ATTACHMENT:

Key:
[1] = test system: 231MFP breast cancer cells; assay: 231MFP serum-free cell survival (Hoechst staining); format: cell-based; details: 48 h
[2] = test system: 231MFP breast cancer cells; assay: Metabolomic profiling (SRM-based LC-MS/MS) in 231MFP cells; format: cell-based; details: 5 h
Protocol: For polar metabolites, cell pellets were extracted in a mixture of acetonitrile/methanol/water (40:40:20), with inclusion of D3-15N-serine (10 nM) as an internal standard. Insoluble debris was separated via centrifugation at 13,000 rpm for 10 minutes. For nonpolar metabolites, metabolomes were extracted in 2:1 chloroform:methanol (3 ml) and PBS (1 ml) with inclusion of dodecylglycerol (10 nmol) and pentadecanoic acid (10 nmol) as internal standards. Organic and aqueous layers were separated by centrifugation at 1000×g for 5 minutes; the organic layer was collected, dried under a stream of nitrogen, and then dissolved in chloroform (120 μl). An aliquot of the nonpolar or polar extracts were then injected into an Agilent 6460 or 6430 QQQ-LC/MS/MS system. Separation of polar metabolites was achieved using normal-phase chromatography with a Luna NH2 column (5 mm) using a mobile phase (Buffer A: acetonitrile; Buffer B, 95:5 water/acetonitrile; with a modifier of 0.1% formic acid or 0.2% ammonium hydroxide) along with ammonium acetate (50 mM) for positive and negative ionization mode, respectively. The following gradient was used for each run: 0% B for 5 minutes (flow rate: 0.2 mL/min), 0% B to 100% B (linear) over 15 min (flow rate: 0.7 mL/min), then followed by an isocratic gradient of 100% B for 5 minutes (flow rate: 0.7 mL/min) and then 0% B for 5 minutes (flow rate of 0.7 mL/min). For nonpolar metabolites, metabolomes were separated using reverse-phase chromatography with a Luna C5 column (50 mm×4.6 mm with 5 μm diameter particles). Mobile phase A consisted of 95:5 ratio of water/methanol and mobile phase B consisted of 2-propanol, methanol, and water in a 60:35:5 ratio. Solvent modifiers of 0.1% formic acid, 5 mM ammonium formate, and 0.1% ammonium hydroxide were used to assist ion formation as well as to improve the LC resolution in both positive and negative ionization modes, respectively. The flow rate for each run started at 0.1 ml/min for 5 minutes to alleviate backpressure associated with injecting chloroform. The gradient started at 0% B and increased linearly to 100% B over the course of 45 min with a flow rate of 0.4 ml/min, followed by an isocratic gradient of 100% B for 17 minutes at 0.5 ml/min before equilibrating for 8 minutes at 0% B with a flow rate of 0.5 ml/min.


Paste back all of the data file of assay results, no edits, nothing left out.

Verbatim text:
Key:
[1] = test system: 231MFP breast cancer cells; assay: 231MFP serum-free cell survival (Hoechst staining); format: cell-based; details: 48 h
[2] = test system: 231MFP breast cancer cells; assay: Metabolomic profiling (SRM-based LC-MS/MS) in 231MFP cells; format: cell-based; details: 5 h
Protocol: For polar metabolites, cell pellets were extracted in a mixture of acetonitrile/methanol/water (40:40:20), with inclusion of D3-15N-serine (10 nM) as an internal standard. Insoluble debris was separated via centrifugation at 13,000 rpm for 10 minutes. For nonpolar metabolites, metabolomes were extracted in 2:1 chloroform:methanol (3 ml) and PBS (1 ml) with inclusion of dodecylglycerol (10 nmol) and pentadecanoic acid (10 nmol) as internal standards. Organic and aqueous layers were separated by centrifugation at 1000×g for 5 minutes; the organic layer was collected, dried under a stream of nitrogen, and then dissolved in chloroform (120 μl). An aliquot of the nonpolar or polar extracts were then injected into an Agilent 6460 or 6430 QQQ-LC/MS/MS system. Separation of polar metabolites was achieved using normal-phase chromatography with a Luna NH2 column (5 mm) using a mobile phase (Buffer A: acetonitrile; Buffer B, 95:5 water/acetonitrile; with a modifier of 0.1% formic acid or 0.2% ammonium hydroxide) along with ammonium acetate (50 mM) for positive and negative ionization mode, respectively. The following gradient was used for each run: 0% B for 5 minutes (flow rate: 0.2 mL/min), 0% B to 100% B (linear) over 15 min (flow rate: 0.7 mL/min), then followed by an isocratic gradient of 100% B for 5 minutes (flow rate: 0.7 mL/min) and then 0% B for 5 minutes (flow rate of 0.7 mL/min). For nonpolar metabolites, metabolomes were separated using reverse-phase chromatography with a Luna C5 column (50 mm×4.6 mm with 5 μm diameter particles). Mobile phase A consisted of 95:5 ratio of water/methanol and mobile phase B consisted of 2-propanol, methanol, and water in a 60:35:5 ratio. Solvent modifiers of 0.1% formic acid, 5 mM ammonium formate, and 0.1% ammonium hydroxide were used to assist ion formation as well as to improve the LC resolution in both positive and negative ionization modes, respectively. The flow rate for each run started at 0.1 ml/min for 5 minutes to alleviate backpressure associated with injecting chloroform. The gradient started at 0% B and increased linearly to 100% B over the course of 45 min with a flow rate of 0.4 ml/min, followed by an isocratic gradient of 100% B for 17 minutes at 0.5 ml/min before equilibrating for 8 minutes at 0% B with a flow rate of 0.5 ml/min.